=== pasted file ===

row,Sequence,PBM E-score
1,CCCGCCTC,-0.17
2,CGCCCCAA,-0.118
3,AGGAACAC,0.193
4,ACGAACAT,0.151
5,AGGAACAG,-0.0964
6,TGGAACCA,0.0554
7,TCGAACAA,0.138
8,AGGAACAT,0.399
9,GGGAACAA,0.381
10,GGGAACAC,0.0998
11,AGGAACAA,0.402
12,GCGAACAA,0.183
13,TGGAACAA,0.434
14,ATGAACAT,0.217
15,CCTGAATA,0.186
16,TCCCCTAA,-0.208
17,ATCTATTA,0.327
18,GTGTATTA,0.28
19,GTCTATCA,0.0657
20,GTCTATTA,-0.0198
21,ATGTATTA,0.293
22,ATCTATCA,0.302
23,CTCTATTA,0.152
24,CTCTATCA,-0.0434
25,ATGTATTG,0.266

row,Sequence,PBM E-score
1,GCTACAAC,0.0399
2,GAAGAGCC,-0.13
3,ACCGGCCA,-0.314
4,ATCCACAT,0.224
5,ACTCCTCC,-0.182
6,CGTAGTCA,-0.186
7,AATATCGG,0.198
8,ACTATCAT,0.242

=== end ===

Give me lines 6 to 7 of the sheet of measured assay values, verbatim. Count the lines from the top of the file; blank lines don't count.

5,AGGAACAG,-0.0964
6,TGGAACCA,0.0554